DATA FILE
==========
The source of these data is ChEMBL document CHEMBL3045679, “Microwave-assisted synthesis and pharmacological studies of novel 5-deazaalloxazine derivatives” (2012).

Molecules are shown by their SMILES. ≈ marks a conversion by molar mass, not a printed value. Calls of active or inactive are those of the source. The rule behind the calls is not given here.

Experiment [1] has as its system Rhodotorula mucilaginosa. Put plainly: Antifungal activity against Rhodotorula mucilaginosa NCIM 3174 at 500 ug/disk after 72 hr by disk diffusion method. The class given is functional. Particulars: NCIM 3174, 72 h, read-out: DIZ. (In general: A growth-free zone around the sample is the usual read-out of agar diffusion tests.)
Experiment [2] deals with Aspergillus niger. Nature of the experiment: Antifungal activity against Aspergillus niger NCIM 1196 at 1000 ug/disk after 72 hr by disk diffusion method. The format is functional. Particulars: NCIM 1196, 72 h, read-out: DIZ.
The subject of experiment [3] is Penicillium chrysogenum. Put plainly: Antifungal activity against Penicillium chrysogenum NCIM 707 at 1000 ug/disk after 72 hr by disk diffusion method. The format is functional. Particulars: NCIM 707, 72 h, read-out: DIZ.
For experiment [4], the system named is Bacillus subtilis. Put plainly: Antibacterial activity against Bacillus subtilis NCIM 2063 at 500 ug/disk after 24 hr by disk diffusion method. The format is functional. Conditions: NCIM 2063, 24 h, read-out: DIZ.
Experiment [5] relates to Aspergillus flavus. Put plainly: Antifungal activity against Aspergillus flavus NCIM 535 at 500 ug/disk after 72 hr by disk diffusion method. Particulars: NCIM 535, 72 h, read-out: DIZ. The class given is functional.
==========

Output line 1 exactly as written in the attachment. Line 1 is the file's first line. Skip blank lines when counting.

The source of these data is ChEMBL document CHEMBL3045679, “Microwave-assisted synthesis and pharmacological studies of novel 5-deazaalloxazine derivatives” (2012).